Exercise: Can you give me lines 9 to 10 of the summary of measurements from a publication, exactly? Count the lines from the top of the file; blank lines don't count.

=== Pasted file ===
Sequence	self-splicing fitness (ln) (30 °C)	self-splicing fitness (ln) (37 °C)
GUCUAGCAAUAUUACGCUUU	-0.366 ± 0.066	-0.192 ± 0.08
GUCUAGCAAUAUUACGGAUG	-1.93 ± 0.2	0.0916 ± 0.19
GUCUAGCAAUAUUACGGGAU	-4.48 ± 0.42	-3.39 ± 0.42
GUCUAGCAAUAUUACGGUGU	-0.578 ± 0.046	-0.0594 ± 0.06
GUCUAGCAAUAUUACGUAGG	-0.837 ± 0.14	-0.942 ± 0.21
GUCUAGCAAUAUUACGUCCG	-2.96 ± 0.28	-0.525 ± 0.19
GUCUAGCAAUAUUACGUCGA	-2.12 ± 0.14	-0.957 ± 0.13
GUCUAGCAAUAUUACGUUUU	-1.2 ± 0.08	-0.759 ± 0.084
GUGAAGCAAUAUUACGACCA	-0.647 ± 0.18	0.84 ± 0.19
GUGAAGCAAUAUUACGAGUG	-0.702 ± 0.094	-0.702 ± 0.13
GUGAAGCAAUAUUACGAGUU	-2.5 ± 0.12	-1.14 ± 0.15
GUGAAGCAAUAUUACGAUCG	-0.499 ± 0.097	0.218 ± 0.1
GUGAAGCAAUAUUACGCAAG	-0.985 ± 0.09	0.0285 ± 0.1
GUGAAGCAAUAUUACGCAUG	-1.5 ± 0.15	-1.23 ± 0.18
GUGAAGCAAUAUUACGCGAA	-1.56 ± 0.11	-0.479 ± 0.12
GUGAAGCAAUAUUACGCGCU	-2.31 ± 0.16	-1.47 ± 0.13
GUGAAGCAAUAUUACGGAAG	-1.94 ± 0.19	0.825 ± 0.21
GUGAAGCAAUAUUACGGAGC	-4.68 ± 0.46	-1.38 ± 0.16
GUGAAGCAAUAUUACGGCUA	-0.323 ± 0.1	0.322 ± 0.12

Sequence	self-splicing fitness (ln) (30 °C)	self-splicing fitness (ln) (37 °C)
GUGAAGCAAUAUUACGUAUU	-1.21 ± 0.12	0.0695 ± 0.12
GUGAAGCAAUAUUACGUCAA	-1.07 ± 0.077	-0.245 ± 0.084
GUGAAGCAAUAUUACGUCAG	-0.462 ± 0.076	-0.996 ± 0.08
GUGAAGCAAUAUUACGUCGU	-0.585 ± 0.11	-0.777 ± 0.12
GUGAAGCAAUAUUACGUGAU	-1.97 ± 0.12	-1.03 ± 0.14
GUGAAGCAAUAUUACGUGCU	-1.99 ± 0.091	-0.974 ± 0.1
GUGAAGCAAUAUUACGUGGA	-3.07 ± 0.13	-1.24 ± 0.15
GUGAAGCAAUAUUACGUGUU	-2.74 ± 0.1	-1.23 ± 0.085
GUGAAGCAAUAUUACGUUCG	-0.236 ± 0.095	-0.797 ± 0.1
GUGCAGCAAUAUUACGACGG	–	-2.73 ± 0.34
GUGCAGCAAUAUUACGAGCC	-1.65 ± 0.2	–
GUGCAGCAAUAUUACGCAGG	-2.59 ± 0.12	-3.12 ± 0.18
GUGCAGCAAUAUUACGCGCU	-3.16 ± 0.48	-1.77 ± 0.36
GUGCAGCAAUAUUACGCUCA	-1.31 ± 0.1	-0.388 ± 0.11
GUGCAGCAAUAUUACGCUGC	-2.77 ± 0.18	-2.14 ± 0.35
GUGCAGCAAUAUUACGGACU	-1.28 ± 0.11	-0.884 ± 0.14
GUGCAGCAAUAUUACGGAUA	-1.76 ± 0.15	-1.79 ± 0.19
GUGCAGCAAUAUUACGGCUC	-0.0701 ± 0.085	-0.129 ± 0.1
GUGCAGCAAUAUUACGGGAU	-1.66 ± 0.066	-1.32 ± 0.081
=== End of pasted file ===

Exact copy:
GUCUAGCAAUAUUACGUUUU	-1.2 ± 0.08	-0.759 ± 0.084
GUGAAGCAAUAUUACGACCA	-0.647 ± 0.18	0.84 ± 0.19